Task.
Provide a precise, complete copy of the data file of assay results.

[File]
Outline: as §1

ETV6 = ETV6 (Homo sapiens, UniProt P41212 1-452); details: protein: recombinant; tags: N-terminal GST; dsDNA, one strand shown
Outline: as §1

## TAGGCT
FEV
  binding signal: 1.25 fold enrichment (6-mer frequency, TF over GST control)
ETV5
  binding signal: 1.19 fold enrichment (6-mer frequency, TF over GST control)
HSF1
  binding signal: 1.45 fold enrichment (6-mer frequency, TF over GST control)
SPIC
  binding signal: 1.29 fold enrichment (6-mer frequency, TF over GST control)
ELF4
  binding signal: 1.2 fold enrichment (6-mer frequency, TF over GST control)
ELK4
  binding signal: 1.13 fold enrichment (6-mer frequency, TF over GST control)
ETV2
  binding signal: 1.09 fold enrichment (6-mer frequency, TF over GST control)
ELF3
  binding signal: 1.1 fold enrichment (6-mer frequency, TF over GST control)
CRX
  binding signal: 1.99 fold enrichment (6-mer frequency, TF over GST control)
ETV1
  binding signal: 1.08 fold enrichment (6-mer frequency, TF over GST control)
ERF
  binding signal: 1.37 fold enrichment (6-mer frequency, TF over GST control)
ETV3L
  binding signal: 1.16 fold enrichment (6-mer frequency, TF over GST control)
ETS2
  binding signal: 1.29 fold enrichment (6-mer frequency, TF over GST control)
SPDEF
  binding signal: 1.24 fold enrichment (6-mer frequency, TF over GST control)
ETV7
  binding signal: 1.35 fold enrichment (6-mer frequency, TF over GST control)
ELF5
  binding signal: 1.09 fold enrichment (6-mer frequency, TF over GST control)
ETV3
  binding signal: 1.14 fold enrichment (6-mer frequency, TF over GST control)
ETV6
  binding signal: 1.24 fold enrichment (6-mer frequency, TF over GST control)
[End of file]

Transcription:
Outline: as §1

ETV6 = ETV6 (Homo sapiens, UniProt P41212 1-452); details: protein: recombinant; tags: N-terminal GST; dsDNA, one strand shown
Outline: as §1

## TAGGCT
FEV
  binding signal: 1.25 fold enrichment (6-mer frequency, TF over GST control)
ETV5
  binding signal: 1.19 fold enrichment (6-mer frequency, TF over GST control)
HSF1
  binding signal: 1.45 fold enrichment (6-mer frequency, TF over GST control)
SPIC
  binding signal: 1.29 fold enrichment (6-mer frequency, TF over GST control)
ELF4
  binding signal: 1.2 fold enrichment (6-mer frequency, TF over GST control)
ELK4
  binding signal: 1.13 fold enrichment (6-mer frequency, TF over GST control)
ETV2
  binding signal: 1.09 fold enrichment (6-mer frequency, TF over GST control)
ELF3
  binding signal: 1.1 fold enrichment (6-mer frequency, TF over GST control)
CRX
  binding signal: 1.99 fold enrichment (6-mer frequency, TF over GST control)
ETV1
  binding signal: 1.08 fold enrichment (6-mer frequency, TF over GST control)
ERF
  binding signal: 1.37 fold enrichment (6-mer frequency, TF over GST control)
ETV3L
  binding signal: 1.16 fold enrichment (6-mer frequency, TF over GST control)
ETS2
  binding signal: 1.29 fold enrichment (6-mer frequency, TF over GST control)
SPDEF
  binding signal: 1.24 fold enrichment (6-mer frequency, TF over GST control)
ETV7
  binding signal: 1.35 fold enrichment (6-mer frequency, TF over GST control)
ELF5
  binding signal: 1.09 fold enrichment (6-mer frequency, TF over GST control)
ETV3
  binding signal: 1.14 fold enrichment (6-mer frequency, TF over GST control)
ETV6
  binding signal: 1.24 fold enrichment (6-mer frequency, TF over GST control)